Attack on Canada parliament revenge for Afghanistan, Iraq

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Ottawa, March 7:  A Muslim convert who stormed Canada's parliament last October said he carried out the attack in retaliation for the West's military deployment in Afghanistan and Iraq, according to a video released on Friday.

Michael Zehal-Bibeau, who killed a ceremonial guard at Ottawa's war memorial before bursting into parliament where he was shot dead, made the video message on a phone found in his abandoned car. "This is in retaliation for Afghanistan and because (Prime Minister Stephen) Harper wants to send his troops to Iraq," Zehaf-Bibeau says in the grainy video released by police.

Canada Parl attack an act of revenge

"Canada's officially become one of our enemies by fighting and bombing us and creating a lot of terror in our countries and killing us and killing our innocents," added the 32-year-old.

"We'll not cease until you guys decide to be a peaceful country and stay to your own and stop going to other countries and stop occupying and killing the righteous of us who are trying to bring back religious law in our countries." Zehaf-Bibeau, a petty criminal who later converted to Islam, was shot dead by parliamentary security and federal police in a hail of bullets.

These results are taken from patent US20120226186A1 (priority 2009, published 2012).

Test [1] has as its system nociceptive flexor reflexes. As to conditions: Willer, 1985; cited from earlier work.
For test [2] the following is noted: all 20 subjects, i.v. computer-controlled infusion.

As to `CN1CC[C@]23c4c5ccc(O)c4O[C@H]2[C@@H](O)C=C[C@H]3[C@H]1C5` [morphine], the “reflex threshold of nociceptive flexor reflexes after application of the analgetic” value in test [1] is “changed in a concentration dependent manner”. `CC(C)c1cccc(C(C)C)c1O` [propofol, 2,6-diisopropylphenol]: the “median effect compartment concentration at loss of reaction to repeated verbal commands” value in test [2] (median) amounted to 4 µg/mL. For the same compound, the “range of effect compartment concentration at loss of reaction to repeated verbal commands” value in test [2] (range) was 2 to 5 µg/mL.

Royal Canadian Mounted Police Commissioner Bob Paulson told a parliamentary committee the federal police edited out 18 seconds of the video before releasing it -- 13 at beginning and five at the end -- but did not explain what had been cut.

He later told reporters that releasing these bits could "harm" the RCMP's ongoing investigation.

Canada's officially become one of our enemies by fighting and bombing us: Bibeau

The committee is examining a proposed new anti-terror law written in response to Zehaf-Bibeau's attack and another on a Canadian soldier in rural Quebec the same week. It would provide sweeping new powers to Canada's spy agency.

Canada ended its 10-year military mission in Afghanistan last year. In November its war planes joined US-led airstrikes on Islamic State jihadists in Iraq.

Paulson also testified at the hearing that the RCMP continues to search for possible accomplices or others who may be involved in planning the attack.

"I'm persuaded that Zehaf-Bibeau didn't come to this act alone," he told the committee. "The RCMP believes, on the evidence, that Zehaf-Bibeau was a terrorist," he said. "Anyone who aided him, abetted him, counseled him, facilitated his crimes or conspired with him is also, in our view, a terrorist and, where the evidence exists, we will charge them with terrorist offences."

Paulson said more than 400 people have been interviewed so far as part of the investigation into the shooting rampage. While in Ottawa, Zehaf-Bibeau used public Internet and payphones to communicate with individuals in Ottawa and British Columbia province.

PTI

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